Commerce Clause: The Snake Eats Its Tail

The suit filed by 26 states against the health care bill has been endorsed by a federal appeals court, which struck down the individual mandate: in other words, the government can’t force you to purchase something.

The argument of the administration is that health care is special: the individual’s refusal to purchase health insurance can be regulated by the government because that economic inaction effects other consumers.  Pah.  Yes, but only because of the structure of the bill in question.  Of course, one’s refusal to purchase insurance (even without the bill) effects everyone, but in EXACTLY the same way as your refusal to purchase bread does.  The administration has yet been unable to articulate a rational grounds on which to differentiate health decisions from any other decisions.

This brings us to an interesting contradiction in left philosophy: if we are being honest, health care is only different because it is a “moral” decision.  But the entire critical framework of left politics is that morality is a fundamentally subjective category: it is on these same grounds that all sorts of policy decisions (from the Iraq War to tax cuts) are attacked.

And yet, in this particular case, citizens are asked to collectively concede that the “right” to health care is an ontological a priori: we are implored to grant the moral necessity of the bill on its face.  How many issues does the right try to argue by appealing to “a priori” moral grounds?  Gay marriage is one of about 100 examples.  But these positions are laughed away: after all, who is so old-fashioned to say that one thing is better than another?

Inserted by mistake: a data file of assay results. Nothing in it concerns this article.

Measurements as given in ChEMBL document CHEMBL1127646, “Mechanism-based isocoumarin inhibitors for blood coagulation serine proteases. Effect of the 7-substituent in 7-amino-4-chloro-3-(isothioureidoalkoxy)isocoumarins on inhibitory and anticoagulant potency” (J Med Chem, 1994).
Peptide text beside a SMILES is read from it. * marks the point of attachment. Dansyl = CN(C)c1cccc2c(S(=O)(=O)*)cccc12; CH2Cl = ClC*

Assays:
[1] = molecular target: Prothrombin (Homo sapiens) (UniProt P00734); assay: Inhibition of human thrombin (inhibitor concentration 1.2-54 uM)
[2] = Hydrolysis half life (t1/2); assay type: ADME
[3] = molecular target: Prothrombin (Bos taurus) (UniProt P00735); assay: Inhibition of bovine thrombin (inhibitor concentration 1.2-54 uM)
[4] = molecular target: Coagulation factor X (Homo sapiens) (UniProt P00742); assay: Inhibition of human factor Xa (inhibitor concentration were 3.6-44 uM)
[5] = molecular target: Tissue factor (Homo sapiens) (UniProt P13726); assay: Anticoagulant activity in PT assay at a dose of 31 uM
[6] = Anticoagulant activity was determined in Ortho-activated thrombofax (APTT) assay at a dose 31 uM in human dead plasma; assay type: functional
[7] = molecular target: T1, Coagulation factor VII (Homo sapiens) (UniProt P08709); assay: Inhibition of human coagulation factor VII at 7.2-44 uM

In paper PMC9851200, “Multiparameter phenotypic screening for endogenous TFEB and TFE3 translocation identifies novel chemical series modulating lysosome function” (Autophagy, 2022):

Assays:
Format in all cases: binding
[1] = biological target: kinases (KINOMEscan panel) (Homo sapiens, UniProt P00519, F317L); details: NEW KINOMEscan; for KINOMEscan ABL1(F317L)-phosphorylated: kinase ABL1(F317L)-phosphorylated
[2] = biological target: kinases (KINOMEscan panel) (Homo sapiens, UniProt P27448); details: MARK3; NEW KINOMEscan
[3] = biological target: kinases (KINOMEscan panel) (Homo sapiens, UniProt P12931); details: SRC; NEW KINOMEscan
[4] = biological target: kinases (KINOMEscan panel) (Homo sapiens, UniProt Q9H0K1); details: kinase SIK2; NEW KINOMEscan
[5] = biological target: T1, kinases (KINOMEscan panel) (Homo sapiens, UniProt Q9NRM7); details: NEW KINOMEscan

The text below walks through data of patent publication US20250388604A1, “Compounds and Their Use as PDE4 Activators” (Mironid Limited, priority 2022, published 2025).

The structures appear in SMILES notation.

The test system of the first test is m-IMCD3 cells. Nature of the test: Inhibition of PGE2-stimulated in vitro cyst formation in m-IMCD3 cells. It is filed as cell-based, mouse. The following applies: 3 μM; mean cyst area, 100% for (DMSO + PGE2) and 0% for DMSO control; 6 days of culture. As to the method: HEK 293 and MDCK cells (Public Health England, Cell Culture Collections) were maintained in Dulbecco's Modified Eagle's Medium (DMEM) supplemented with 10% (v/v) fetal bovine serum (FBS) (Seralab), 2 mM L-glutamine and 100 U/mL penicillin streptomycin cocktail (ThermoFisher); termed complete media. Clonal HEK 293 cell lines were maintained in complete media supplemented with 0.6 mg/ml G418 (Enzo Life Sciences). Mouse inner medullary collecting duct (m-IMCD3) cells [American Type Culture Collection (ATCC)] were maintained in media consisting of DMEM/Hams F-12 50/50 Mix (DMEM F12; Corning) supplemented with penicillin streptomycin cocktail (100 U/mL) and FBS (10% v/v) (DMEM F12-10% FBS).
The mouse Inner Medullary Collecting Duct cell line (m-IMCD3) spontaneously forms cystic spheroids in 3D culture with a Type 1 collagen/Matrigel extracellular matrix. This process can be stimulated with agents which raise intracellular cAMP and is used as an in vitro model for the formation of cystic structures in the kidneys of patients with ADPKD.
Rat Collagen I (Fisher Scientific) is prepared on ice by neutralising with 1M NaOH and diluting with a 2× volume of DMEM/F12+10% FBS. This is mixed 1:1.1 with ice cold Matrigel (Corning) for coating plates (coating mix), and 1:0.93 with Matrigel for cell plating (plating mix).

Despite the belly-aching of the left, they have run the table philosophically (if not electorally) since about 1967. Another way of saying this is that they won the cultural battle even if they lost the democratic one.  However, as Nietzsche shows (despite his continuing reappropriation by the academic Left) a philosophy of negation always doubles back on itself.

Perhaps health care is the first of what must be many moments to reorient American policy: perhaps it is the most visible dramatization of the moment at which the left is called to account for its equivocations.  How does one demonstrate an ethical a priori when the only a priori is the subjective ontology of ethics?  Impossible. An imaginary feat for an imaginary philosophy.

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